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The Burn Center accepts military and civilians


General Information

Every year, over 450,000 patients are seen by a healthcare provider for treatment of burn injuries in the United States. In 2014 there were over 3,000 deaths related to fire and smoke inhalation injuries. The majority of these deaths and injuries are preventable. Let's save lives by increasing awareness of common causes of such injuries and how to prevent them.

Fire Extinguisher

Prevention Resources

Safety in the Home

More than 70 percent of burn injuries occur in the home. Learn how to keep for family safe as you balance work and play at home.

  • Have an escape plan in case of a fire. Practice it with the whole family regularly.
  • Always have a working fire extinguisher in the home.
  • Talk to your children in an age-appropriate manner about the dangers of fire play and how to call emergency personnel.
  • Keep children at a safe distance with a "circle of safety" at least three feet from the edges of firepits to prevent flame burns.
  • Set a good example by using lighters in a safe manner and keep them out of reach when not using.
  • Store accelerants such as gasoline and propane outside of the home and locked up.
  • Do not leave children unattended around open flames such as candles and BBQ grills.

Prevent Scald Burns

  • To keep hot food and liquids out of reach of children, use the back burners of the stove and keep pot handles turned away from the edge.
  • Have a "kid-free zone" of at least three feet around the stove and areas where hot food or drink is prepared or carried.
  • Keep hot drinks off of low tables and away from the edges of countertops. Around children, use a travel mug with a lid.
  • Set the hot water heater at 120°F or just below the medium setting. Always supervise children while they are bathing.
Oven Mitts

Prevent Contact Burns

  • Always have hot pads readily available when cooking. Assume all pots and pans are hot.
  • After cooking, check the kitchen to make sure all burners and other appliances are turned off.
  • Unplug hot tools, such as hair appliances, when not in use and always treat as if they are still hot. Keep out of reach of children.
  • Glass fireplace doors remains hot for one hour or more after use. Make sure fireplace on switches and remote controls are out of the reach of children.

Prevent Electrical Burns

  • When doing outside work which requires a ladder, pay attention to the location of overhead power lines.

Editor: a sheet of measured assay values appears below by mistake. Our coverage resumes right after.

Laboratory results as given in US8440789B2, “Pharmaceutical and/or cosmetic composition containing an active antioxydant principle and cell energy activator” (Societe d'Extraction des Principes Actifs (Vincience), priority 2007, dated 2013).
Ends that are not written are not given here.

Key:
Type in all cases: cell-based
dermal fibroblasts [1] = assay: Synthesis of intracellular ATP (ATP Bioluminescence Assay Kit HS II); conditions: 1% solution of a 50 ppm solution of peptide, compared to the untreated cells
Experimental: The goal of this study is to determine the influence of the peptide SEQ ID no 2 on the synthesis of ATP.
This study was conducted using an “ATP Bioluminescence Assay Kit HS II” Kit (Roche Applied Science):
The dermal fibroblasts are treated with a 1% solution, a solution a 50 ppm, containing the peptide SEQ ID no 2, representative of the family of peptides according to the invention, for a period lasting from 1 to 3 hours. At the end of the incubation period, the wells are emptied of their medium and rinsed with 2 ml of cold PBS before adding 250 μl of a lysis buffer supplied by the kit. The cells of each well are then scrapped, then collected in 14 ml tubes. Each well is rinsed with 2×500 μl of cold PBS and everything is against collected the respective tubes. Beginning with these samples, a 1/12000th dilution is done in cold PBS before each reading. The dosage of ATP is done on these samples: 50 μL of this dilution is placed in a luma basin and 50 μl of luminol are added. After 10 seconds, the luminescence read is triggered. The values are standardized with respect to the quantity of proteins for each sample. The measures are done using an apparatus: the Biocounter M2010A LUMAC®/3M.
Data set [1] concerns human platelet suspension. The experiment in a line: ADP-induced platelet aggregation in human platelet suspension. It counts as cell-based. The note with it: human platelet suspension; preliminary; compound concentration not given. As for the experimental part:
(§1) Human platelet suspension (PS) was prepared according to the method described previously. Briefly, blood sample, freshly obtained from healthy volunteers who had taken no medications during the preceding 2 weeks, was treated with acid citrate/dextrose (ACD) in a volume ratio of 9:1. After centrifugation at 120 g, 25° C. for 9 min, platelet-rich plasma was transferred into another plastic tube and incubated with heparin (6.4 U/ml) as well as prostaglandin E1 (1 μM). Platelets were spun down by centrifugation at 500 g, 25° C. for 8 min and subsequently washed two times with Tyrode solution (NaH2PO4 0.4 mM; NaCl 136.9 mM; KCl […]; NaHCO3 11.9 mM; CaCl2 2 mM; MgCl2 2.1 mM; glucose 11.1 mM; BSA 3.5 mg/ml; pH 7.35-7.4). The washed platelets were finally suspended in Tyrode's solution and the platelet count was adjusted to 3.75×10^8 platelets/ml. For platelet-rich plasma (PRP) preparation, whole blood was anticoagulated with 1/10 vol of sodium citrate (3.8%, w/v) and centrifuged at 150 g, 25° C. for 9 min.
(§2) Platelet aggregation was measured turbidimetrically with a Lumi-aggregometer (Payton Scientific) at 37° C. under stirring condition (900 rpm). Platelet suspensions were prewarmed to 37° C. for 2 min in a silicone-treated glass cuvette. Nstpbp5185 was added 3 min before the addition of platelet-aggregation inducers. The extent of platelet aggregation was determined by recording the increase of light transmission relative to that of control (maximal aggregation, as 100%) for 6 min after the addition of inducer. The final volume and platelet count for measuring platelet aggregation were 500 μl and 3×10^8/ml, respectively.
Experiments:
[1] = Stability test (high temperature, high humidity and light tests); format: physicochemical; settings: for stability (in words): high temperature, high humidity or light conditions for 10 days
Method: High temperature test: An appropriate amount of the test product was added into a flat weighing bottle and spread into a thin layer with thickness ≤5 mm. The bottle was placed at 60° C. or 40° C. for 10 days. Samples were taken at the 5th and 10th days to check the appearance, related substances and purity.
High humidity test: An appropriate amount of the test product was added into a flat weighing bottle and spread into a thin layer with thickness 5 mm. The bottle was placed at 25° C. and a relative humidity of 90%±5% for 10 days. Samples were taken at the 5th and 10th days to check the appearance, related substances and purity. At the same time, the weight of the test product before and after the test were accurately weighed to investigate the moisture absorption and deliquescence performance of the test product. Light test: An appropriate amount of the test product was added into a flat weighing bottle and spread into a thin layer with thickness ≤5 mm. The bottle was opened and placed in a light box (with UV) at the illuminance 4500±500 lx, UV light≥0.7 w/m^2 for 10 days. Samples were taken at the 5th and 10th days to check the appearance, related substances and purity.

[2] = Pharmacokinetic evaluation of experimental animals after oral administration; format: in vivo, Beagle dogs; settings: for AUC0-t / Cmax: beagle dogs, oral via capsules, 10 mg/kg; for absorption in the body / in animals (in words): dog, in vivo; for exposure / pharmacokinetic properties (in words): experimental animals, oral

• Use covers to protect to keep fingers and other items out of outlets.
  • Don't overload outlets or power strips with too many cords.
  • Keep electrical cords, including phone chargers, away from areas in the home with sources of water such as the kitchen and bathroom.
Gas Can

Prevent Flame Fires

  • Do not use gasoline to help start fires.
  • Use gasoline outdoors only, and store in cool, well-ventilated areas out of reach of children.
  • Keep lighters away from children. Child-resistant lighters are not child-proof.
  • Install smoke alarms in every sleeping space and every level of the home.

Home Heating

  • Always keep anything flammable at least 3 feet away from open flames, space heaters, and stovetops.
  • Never plug a space heater into an extension cord or power strip.
  • Maintain the health of your heating equipment and chimneys by scheduling a cleaning and inspection once a year.

Home Oxygen

  • Smoking is the leading cause of burns, fires, and deaths involving home oxygen.
  • 90 percent of smokers who were burned while using home oxygen suffered facial burns.
  • On average, one person dies every four days from smoking while on home oxygen.
Oxygen Tank

First Aid

General Principles

  • Stop the burning process immediately! If on fire, stop-drop-roll. If electrical, turn off current. If chemical, remove the agent and then irrigate copiously with water.
  • Cool the burn with running cold water for 20 minutes. Do not use ice as this may cause further skin damage. Do not over cool–if the victim starts to shiver, stop the cooling process.
  • Do not use any butter, ointments or other home remedies on the burn.
  • Remove all jewelry, watches, rings and clothing around the burned area as soon as possible.

First-Degree Burns

  • Involve only the outer layer of the skin (epidermis).
  • Characteristics: red, skin appears intact, no blisters, painful.
  • Typical example: minor sunburn.
  • Use an over-the-counter pain reliever such as ibuprofen or acetaminophen for pain control.
  • Minor burns will usually heal without further treatment
  • For small burns, apply soothing lotions that contains aloe vera to the burned area to help relieve pain.
  • Drink plenty of fluids (electrolyte-containing solutions such as Gatoraid) if the person appears to be dehydrated.

Second-Degree Burns

  • Involve all of the outer layer (epidermis) and part of the inner layer (dermis) of the skin.
  • Characteristics: very red, moist tissue, blisters, painful swelling.
  • Typical example: scald burn from boiling water or grease.
  • Large second-degree burns may cause shock.
  • Take the patient to the nearest emergency room, family doctor or minor emergency clinic to have the burn evaluated.

Third-Degree Burns

  • Involve all layers of the skin and can cause permanent tissue damage.
  • Characteristics: The skin may appear charred, blackened, or whitish. The skin texture may be dry or leathery.
  • Typical example: flame burn from gasoline or housefire.
  • A third-degree burn is a serious burn, no matter the size or area of the body that may be involved.
  • Large third-degree burns may cause shock.
  • Third-degree burns NOT minor burns and should be evaluated and treated by a healthcare provider. Take the patient to the nearest emergency room.